Stinging nettles – the forgotten superfood?
This is an old Slovakian recipe passed down from Peters late Grandmother, to his Mother and then finally on to him. We are really pleased that he shared this traditional recipe with us so we can pass it on to all of you, we hope you enjoy!
In Slovakia, foraging is more of a normal way of life and for centuries they have been using the plants around them to benefit and sustain themselves.
Stinging nettle has a bit of a bad reputation for itself because of its nasty sting, however it’s one of the most nutritious plants found out in the wild and is popular in Western herbal therapies, making it a perfect accompaniment to our full-spectrum CBD.
CBD Stinging Nettle and Watercress Soup
Serves 4 people
- 1 tbsp olive oil, plus extra for drizzling
- 2 shallot onions, chopped
- 1 leek, washed and finely sliced
- 3 large floury potatoes (Maris Piper or similar), thinly sliced
- 1l vegetable stock
- 500g stinging nettles, washed, leaves picked (see tips below)
- 200g water cress
- 1tsp nutmeg
- 1 tsp smoked paprika
- ½ garlic clove
- 3 drops of CBD oil
Boil the potatoes in the vegetable stock until soft and fluffy. Meanwhile heat the oil in a large saucepan over a medium heat. Add the onion, garlic and leek, and cook for 15 mins until the vegetables start to sweat and soften. Add the stock and potatoes and cook for a further 10-15 mins.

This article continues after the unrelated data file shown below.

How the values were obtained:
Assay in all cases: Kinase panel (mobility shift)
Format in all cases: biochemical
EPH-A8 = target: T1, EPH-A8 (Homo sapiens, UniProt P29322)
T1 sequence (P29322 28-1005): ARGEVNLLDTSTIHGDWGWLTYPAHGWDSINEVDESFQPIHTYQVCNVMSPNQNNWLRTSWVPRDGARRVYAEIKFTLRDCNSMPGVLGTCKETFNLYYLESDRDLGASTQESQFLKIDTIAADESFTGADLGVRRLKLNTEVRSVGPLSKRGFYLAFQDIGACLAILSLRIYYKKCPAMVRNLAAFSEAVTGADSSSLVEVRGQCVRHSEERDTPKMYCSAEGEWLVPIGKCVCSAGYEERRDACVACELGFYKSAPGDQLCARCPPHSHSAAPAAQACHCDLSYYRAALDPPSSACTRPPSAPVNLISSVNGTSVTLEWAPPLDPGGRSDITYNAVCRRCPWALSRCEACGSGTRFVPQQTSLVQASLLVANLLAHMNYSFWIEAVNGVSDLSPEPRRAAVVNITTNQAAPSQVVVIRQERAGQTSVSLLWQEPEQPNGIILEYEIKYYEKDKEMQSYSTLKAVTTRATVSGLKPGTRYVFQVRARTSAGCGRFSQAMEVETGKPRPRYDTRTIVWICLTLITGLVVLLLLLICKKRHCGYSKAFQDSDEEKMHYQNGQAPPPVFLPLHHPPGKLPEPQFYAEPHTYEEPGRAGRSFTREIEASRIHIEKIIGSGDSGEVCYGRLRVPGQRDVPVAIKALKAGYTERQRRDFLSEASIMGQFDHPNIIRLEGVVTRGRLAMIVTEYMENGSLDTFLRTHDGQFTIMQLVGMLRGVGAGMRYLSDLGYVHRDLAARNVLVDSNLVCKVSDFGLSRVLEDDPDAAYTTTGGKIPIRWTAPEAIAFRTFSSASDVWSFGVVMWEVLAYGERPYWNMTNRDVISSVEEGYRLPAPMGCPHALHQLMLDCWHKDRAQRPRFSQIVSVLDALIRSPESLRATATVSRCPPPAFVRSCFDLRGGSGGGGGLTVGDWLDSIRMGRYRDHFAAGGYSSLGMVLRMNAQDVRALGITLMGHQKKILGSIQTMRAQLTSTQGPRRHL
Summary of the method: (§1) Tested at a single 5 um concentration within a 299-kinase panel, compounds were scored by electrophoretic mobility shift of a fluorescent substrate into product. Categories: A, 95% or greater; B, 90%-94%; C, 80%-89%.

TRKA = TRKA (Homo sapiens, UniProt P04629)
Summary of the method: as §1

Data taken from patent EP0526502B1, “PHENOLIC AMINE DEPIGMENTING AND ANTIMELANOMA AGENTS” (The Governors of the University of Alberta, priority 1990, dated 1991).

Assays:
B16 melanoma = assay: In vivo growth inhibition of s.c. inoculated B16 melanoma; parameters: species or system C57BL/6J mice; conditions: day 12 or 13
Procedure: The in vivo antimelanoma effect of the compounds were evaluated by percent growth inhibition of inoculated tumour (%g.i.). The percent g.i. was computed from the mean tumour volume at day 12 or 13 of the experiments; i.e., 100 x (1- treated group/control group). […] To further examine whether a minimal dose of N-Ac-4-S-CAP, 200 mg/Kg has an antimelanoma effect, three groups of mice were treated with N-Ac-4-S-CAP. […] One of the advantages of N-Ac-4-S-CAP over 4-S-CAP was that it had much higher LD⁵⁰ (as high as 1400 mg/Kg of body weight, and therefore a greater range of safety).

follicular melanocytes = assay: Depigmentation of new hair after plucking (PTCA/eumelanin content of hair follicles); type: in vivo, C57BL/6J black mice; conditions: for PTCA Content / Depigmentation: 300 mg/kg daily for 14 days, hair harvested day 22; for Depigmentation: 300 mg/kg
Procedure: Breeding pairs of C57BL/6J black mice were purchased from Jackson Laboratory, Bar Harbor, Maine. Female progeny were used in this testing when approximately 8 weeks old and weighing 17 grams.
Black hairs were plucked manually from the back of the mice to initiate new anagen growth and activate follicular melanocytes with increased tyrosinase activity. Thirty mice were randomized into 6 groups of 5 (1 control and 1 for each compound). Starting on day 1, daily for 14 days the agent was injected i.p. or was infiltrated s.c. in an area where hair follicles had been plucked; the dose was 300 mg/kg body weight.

Add the nettle leaves and watercress, simmer for 1 min to wilt, then blend the soup. Season to taste, then stir in the nutmeg, CBD oil, and seasoning. Serve the soup drizzled with extra oil and scattered with dead nettle flowers, if you have them.
Warning – Stinging Nettles
These grow everywhere and are best eaten before they flower in May. Wear gloves to save yourself getting stung – I find that a pair of washing-up gloves gives you lots of control over your picking, as well as shielding the top of your arms if you’re in a T-shirt. Wash the nettles well before cooking and avoid getting any by big road or pathways.